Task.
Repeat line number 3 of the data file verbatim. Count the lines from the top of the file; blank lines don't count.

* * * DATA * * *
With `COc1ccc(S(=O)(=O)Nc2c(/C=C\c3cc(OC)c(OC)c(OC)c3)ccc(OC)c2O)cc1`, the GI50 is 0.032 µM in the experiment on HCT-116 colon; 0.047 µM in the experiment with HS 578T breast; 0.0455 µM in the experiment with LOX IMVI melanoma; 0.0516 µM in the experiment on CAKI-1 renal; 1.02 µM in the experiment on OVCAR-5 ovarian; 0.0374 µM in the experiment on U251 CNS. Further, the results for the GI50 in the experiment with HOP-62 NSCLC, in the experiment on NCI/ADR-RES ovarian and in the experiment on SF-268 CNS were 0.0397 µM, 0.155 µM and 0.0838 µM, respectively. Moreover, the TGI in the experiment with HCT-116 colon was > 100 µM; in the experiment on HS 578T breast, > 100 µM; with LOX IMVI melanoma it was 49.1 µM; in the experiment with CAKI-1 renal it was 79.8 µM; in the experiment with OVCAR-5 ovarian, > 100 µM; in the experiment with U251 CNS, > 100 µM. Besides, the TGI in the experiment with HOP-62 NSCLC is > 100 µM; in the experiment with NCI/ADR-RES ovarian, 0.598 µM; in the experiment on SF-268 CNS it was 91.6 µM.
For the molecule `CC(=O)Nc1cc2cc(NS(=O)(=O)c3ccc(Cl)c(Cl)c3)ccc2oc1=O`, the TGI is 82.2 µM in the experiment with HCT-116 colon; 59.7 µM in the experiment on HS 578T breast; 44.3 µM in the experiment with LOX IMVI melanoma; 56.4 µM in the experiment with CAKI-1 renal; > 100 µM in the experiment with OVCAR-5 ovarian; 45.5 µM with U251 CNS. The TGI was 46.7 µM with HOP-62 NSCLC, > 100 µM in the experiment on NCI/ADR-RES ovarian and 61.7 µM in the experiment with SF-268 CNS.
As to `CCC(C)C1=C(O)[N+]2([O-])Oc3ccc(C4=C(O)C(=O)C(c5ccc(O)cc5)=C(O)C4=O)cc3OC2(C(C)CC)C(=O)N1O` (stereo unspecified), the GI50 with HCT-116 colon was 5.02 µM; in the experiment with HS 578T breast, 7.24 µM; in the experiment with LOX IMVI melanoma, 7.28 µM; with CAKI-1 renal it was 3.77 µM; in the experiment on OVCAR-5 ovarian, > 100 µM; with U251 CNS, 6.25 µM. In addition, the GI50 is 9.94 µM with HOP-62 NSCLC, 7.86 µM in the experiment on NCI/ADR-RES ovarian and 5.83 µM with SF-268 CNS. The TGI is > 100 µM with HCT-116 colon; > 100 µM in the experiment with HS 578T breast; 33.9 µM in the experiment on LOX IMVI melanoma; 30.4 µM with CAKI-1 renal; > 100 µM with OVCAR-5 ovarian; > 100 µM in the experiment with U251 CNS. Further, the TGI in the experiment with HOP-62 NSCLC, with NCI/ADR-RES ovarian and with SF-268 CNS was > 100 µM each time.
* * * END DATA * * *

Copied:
As to `CCC(C)C1=C(O)[N+]2([O-])Oc3ccc(C4=C(O)C(=O)C(c5ccc(O)cc5)=C(O)C4=O)cc3OC2(C(C)CC)C(=O)N1O` (stereo unspecified), the GI50 with HCT-116 colon was 5.02 µM; in the experiment with HS 578T breast, 7.24 µM; in the experiment with LOX IMVI melanoma, 7.28 µM; with CAKI-1 renal it was 3.77 µM; in the experiment on OVCAR-5 ovarian, > 100 µM; with U251 CNS, 6.25 µM. In addition, the GI50 is 9.94 µM with HOP-62 NSCLC, 7.86 µM in the experiment on NCI/ADR-RES ovarian and 5.83 µM with SF-268 CNS. The TGI is > 100 µM with HCT-116 colon; > 100 µM in the experiment with HS 578T breast; 33.9 µM in the experiment on LOX IMVI melanoma; 30.4 µM with CAKI-1 renal; > 100 µM with OVCAR-5 ovarian; > 100 µM in the experiment with U251 CNS. Further, the TGI in the experiment with HOP-62 NSCLC, with NCI/ADR-RES ovarian and with SF-268 CNS was > 100 µM each time.